08
Jan
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Fancy a new 5" superphone? ZTE may have something to pique your interest - if you live in China. The company's latest high-end device, the Grand S, was unveiled yesterday prior to CES, and we got some hands-on time earlier today. It hits all the right points: 5" 1080p display, 13MP rear camera, 1.7GHz quad-core processor, Android 4.1, LTE connectivity, and is a fairly stunning 6.9mm in profile.

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But, ZTE wasn't shy about discussing market availability: China. It's possible the Grand S will makes its way to Europe, but the only locale ZTE was willing to commit to availability on today was its own. As far as the US, ZTE makes a number of low-end and midrange handsets for carriers here in America (Sprint, in particular), but those devices are typically rebranded, redesigned versions of existing ZTE hardware. So, it's possible you could see a phone like the Grand S in the US at some point this year, but it probably won't be called that, and it'll probably look different, too. But it's equally likely it'll never come at all.

As far as my impressions, the Grand S was undeniably quick. ZTE's UI overlay, though, was definitely registering high on the weirdometer. There's a persistent software back button that sits above the screen constantly, like a floating app (I assume it can be disabled / hidden, but I didn't figure that out in my brief hands-on). When you're on a homescreen, tapping it will also show the recent apps button, home button, and menu button. It's really strange, and I'm not sure I really get the usefulness on a phone that has hardware capacitive navigation buttons to begin with. It definitely seems redundant.

ZTE's lockscreen was also interesting, with a dense rotary menu. Honestly, this may all seem a little more normal in the Grand S's home market, so I'm not going to judge too harshly. I do wonder just how big a battery ZTE is managing to fit in that svelte frame, though - the Grand S is crazy thin. This is also probably the best Chinese OEM smartphone I've seen to date, so that's something.

The Grand S will be available in China starting in Q1 2013.

David Ruddock
David's phone is whatever is currently sitting on his desk. He is an avid writer, and enjoys playing devil's advocate in editorials, and reviewing the latest phones and gadgets. He also doesn't usually write such boring sentences.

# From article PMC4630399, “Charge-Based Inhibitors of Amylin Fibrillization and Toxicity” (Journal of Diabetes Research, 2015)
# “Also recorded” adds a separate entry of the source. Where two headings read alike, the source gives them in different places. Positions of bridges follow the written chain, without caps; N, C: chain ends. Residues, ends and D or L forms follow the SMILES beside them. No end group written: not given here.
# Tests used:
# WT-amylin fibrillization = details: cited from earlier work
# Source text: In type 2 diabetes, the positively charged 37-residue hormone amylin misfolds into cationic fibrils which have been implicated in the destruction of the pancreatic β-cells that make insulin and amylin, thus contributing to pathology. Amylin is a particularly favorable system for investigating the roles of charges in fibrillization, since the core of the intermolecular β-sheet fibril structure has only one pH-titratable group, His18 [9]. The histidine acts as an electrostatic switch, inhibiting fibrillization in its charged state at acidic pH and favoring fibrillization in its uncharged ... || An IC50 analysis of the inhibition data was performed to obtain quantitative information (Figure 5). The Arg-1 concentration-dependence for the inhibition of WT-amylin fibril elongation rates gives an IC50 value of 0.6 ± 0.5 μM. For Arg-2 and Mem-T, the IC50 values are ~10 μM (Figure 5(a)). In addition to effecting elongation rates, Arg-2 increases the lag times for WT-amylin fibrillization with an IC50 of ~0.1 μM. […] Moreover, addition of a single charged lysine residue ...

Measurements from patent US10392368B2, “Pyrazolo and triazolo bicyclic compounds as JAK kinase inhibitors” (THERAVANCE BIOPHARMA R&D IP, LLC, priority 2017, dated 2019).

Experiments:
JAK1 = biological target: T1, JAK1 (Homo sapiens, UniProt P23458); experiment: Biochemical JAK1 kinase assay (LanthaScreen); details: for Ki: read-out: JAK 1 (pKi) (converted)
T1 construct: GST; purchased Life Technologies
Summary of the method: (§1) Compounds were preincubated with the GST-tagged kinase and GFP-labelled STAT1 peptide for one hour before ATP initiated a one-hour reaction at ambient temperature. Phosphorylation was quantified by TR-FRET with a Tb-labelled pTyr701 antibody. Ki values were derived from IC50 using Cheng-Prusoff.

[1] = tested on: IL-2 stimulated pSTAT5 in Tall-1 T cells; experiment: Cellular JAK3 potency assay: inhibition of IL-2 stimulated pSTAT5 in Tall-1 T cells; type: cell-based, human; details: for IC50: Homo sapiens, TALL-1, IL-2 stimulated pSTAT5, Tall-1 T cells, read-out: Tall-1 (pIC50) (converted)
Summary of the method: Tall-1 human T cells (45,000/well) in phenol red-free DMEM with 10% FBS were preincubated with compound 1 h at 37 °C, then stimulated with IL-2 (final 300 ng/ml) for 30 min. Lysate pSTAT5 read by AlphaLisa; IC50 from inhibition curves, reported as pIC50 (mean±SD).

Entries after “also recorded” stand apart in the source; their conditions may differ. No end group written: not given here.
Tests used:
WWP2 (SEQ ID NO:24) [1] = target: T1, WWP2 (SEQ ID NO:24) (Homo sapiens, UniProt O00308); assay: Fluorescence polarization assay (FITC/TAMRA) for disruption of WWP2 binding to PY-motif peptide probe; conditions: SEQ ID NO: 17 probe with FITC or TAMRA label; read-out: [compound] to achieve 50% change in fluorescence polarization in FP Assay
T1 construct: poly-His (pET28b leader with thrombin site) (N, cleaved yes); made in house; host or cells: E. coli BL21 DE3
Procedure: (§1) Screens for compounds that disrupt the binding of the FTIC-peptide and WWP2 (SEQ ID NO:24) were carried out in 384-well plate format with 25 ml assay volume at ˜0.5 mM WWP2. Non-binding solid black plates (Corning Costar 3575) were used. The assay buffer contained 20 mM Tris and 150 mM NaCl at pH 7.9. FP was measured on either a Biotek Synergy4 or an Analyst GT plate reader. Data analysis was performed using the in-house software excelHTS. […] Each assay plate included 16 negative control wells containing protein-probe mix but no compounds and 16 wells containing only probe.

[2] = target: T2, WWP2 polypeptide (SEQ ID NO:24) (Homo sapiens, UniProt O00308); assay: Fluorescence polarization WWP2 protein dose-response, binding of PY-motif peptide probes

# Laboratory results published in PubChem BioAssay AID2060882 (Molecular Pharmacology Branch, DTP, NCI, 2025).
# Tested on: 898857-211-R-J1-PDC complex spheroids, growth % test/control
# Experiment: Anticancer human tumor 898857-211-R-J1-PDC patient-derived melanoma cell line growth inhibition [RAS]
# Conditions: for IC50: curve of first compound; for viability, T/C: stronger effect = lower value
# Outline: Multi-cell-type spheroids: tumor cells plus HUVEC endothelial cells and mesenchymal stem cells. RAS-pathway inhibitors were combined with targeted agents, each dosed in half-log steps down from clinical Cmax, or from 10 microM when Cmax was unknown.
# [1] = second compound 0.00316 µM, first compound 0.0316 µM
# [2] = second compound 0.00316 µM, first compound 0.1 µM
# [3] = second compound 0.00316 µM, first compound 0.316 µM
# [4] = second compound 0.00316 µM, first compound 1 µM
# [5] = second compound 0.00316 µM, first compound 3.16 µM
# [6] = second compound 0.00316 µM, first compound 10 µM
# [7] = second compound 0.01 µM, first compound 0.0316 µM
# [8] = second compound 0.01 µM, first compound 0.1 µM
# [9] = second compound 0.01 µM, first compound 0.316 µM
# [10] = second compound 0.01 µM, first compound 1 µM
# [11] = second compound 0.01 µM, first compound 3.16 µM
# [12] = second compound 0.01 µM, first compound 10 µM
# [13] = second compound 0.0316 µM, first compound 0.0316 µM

• Paul

    Strange. Huawei and ZTE and Vizio and Alcatel all showing off neat and interesting phones here in the U.S at CES and most of them will never be readily available in the U.S. Why show a phone off in the U.S that isn't marketed for the U.S? But I guess I'm glad we get to see it, there's always EBay if it's worth it.

    • http://twitter.com/cthonctic Cthonctic

      It's the "International Consumer Electronics Show".

  • SetiroN

    "undeniably quick"?
    That app drawer looks sluggish as shit.
    And let me guess, <=2000mAh battery.
    ZTE used to have decent phones with almost stock android, like Huawei. I was really looking forward to their new offerings... I guess I'm happy with the chinese keeping them for themselves.

  • Guest

    GUYS, please, please get the battery info from ZTE, it has been speculated all over the internet, though none of the numbers where actually confirmed, and if it really is a 1780 one, I'm down with SONY Z, it will be overpriced a bit, but it will have no noticaable flaws. BUT if this ones battery is 2500 - ZTE nailed it, otherwise - not. The Butterfly flies not much with it's 2000+ mAh. THANK YOU!

  • georgiy shevchenko

    GUYS, please, please get the battery info from ZTE, it has been speculated all over the internet, though none of the numbers where actually confirmed, and if it really is a 1780 one, I'm down with SONY Z, it will be overpriced a bit, but it will have no noticeable flaws. BUT if this one's battery is 2500 - ZTE nailed it, otherwise - not. The Butterfly flies not much with it's 2000+ mAh. THANK YOU!

  • Anonymous

    Can't take it seriously. Just pronnounce the name in a loud voice.

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